Footballers from Real Madrid have used Skype to encourage more children to use technology and learn how to code.
Three stars from the Spanish club, one of the most successful in history, spoke to school students via Microsoft’s video service about the importance of learning computing skills.
Marcelo Vieira, Sergio Ramos and Isco Alarcon chatted to youngsters from Freixo, in Portugal, as part of Hour of Code, a project developed by Code.org that seeks to teach children basic coding.
Microsoft, a regular collaborator on Hour of Code, will hold more than 1,000 free programming events and workshops in over 60 countries this year. The company will host 40 workshops in Spain alone, with the aim of encouraging 2,000 boys and girls to learn new digital skills.
Around 150 children from schools in Spain, Portugal and Colombia took part in the first event of 2016, which also featured the Real Madrid Foundation and the three footballers.
Microsoft recently released Minecraft Hour of Code Designer, which allows users to create their own version of the popular block building game. The program is available in around 50 languages, including Spanish, Cataln, Basque and Galician.
It is hoped that the Hour of Code Designer will prove as popular as last year’s Minecraft tutorial, which reached more than 30 million students across the world.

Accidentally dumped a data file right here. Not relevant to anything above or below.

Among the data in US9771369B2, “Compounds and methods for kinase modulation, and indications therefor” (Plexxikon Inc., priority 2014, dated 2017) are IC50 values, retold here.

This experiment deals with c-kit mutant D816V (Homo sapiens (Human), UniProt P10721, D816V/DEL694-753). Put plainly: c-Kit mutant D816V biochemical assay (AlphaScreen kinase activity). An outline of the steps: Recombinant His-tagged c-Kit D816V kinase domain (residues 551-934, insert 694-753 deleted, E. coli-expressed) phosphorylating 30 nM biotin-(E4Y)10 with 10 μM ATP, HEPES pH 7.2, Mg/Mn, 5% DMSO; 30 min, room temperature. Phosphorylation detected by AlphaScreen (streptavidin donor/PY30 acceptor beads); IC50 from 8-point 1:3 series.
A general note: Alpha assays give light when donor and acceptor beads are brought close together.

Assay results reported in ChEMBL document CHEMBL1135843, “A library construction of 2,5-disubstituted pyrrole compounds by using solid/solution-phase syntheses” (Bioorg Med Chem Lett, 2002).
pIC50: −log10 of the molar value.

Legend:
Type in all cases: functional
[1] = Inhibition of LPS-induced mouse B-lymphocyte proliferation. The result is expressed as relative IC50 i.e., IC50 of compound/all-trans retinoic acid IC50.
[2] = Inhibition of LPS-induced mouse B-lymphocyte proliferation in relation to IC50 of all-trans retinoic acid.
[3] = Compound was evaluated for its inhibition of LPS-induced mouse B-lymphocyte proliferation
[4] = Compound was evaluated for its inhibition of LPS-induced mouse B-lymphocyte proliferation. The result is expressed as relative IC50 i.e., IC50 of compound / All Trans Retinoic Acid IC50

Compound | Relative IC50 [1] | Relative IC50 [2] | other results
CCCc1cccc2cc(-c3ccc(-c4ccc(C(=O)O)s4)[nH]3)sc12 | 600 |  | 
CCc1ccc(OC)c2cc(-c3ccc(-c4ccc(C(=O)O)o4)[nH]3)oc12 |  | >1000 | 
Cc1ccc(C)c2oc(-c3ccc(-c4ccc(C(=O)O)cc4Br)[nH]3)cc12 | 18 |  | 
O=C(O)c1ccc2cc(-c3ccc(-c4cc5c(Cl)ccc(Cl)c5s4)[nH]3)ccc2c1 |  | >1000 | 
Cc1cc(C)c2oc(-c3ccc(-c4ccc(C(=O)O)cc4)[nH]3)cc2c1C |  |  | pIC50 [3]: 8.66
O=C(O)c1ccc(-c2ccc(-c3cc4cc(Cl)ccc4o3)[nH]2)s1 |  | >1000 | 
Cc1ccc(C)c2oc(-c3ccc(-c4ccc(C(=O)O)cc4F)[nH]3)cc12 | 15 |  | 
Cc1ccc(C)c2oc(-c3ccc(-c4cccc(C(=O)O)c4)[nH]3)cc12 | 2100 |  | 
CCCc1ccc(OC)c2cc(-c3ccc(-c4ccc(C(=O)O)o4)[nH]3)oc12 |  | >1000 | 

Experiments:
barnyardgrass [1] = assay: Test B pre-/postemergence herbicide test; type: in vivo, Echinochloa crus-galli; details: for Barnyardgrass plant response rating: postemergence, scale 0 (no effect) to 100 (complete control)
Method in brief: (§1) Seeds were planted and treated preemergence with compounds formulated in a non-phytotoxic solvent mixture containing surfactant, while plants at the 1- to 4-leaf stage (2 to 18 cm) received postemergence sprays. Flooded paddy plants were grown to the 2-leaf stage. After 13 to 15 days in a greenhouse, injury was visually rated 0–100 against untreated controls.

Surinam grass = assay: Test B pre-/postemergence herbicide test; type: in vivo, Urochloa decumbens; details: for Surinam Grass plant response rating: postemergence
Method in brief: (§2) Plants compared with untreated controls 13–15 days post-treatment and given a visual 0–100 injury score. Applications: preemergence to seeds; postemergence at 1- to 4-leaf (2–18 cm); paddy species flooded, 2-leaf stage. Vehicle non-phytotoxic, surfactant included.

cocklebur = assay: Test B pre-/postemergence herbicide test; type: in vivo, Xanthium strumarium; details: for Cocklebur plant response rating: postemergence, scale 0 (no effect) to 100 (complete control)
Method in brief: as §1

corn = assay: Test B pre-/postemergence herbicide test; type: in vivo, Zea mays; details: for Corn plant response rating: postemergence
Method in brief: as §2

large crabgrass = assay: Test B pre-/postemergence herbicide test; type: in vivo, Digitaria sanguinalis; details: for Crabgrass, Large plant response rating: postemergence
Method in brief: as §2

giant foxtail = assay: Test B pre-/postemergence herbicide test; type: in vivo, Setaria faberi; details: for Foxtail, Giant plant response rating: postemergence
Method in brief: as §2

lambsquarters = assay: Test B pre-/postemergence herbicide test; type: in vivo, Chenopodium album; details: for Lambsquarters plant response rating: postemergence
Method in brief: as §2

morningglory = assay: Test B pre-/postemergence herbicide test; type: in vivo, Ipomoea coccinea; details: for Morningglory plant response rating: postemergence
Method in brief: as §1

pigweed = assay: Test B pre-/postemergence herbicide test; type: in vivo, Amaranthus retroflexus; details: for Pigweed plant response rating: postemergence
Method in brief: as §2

According to the European Commission, by 2020 there will be 900,000 jobs in the technology sector that need to be filled. McKinsey, the consulting firm, published research last year revealing that more than a third of the companies they surveyed cannot find workers with the right digital skills.
“Education needs to evolve in line with the needs of society and transform and adapt to increasingly digital environments. The schoolchildren of today will do jobs that have not been invented yet,” said Pilar López, President of Microsoft Ibérica.
“For this reason, quality teaching in programming and computing for children is essential from primary school onwards. By providing this training, we will be preparing them to meet the job requirements of the digital economy.”